In the year since Chrysler Group started reimbursing dealers for buying pay-per-click advertising on Google, prices for popular phrases such as "Jeep Grand Cherokee" and "Dodge Dart" have jumped in the Cleveland market, dealers say.
In the Boston area, a yearlong surge in paid search spending by Volkswagen dealers has inflated the cost of banner ads and links to dealer Web sites.
Co-op programs have long been used for traditional advertising. Now the carmakers, acknowledging that 90-plus percent of shoppers do vehicle research online, are prodding dealers to shift investment to digital.
Kevin Mayer, vice president of marketing for VW of America, said VW's 619 U.S. dealers have seen a big spike in Web site traffic from more paid search, especially to view the all-important vehicle listings. But consultant Brian Pasch of PCG Digital Marketing says carmakers' push into digital with co-op dollars has had unintended side effects, such as:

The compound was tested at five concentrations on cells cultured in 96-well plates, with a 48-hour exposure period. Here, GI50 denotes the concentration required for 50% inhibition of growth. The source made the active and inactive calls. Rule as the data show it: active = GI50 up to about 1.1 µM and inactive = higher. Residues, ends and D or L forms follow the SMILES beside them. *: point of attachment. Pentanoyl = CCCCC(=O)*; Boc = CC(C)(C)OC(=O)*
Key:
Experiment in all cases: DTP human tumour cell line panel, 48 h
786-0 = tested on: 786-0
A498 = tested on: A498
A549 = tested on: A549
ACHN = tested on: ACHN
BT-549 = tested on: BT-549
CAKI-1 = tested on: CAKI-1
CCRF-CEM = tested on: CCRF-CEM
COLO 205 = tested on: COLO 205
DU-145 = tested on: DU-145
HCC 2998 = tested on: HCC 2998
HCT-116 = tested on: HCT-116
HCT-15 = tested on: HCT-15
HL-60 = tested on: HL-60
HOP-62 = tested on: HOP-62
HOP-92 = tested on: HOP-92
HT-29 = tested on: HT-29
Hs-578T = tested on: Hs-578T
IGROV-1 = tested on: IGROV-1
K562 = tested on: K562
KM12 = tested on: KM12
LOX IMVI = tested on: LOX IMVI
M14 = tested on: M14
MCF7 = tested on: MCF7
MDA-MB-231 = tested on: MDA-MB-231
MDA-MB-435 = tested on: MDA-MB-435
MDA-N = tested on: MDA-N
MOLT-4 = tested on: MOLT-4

- More rival dealers bidding for key words, driving up paid search prices.
- Cookie-cutter digital campaigns resulting from few vendors managing paid searches.
- Unprecedented competition for tech-savvy dealers who began using digital marketing years ago.
Mike Warwick, director of digital marketing at the eight-store Kelly Automotive Group in suburban Boston, said popular VW key words on Google -- the 900-pound gorilla of online search -- that he could have bought for $1 to $1.50 per click three years ago now cost about triple that.
He said it is understandable that VW would provide incentives for dealers to advertise online. But the spending is mainly going to a small number of vendors -- which can result in multiple rivals bidding for the same key words, he said.
"If all the dealers are working off the same platform, bidding is forced up," Warwick said.